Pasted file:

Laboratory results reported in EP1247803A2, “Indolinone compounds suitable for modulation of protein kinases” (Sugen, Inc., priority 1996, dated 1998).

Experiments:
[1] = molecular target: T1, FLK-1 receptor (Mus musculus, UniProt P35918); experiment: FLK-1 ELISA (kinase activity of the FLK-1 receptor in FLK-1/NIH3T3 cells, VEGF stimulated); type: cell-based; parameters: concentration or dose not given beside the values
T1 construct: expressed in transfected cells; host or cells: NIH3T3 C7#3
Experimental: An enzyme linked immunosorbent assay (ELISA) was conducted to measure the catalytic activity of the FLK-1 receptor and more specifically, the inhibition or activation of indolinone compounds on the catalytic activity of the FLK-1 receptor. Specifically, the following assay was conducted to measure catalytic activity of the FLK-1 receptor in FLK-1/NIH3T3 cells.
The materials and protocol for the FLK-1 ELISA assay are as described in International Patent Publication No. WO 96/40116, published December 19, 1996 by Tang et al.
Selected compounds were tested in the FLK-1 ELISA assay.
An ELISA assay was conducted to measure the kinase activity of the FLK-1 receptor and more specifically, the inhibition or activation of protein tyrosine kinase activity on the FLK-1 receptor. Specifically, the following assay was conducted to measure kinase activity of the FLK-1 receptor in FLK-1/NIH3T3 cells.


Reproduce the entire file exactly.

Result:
Laboratory results reported in EP1247803A2, “Indolinone compounds suitable for modulation of protein kinases” (Sugen, Inc., priority 1996, dated 1998).

Experiments:
[1] = molecular target: T1, FLK-1 receptor (Mus musculus, UniProt P35918); experiment: FLK-1 ELISA (kinase activity of the FLK-1 receptor in FLK-1/NIH3T3 cells, VEGF stimulated); type: cell-based; parameters: concentration or dose not given beside the values
T1 construct: expressed in transfected cells; host or cells: NIH3T3 C7#3
Experimental: An enzyme linked immunosorbent assay (ELISA) was conducted to measure the catalytic activity of the FLK-1 receptor and more specifically, the inhibition or activation of indolinone compounds on the catalytic activity of the FLK-1 receptor. Specifically, the following assay was conducted to measure catalytic activity of the FLK-1 receptor in FLK-1/NIH3T3 cells.
The materials and protocol for the FLK-1 ELISA assay are as described in International Patent Publication No. WO 96/40116, published December 19, 1996 by Tang et al.
Selected compounds were tested in the FLK-1 ELISA assay.
An ELISA assay was conducted to measure the kinase activity of the FLK-1 receptor and more specifically, the inhibition or activation of protein tyrosine kinase activity on the FLK-1 receptor. Specifically, the following assay was conducted to measure kinase activity of the FLK-1 receptor in FLK-1/NIH3T3 cells.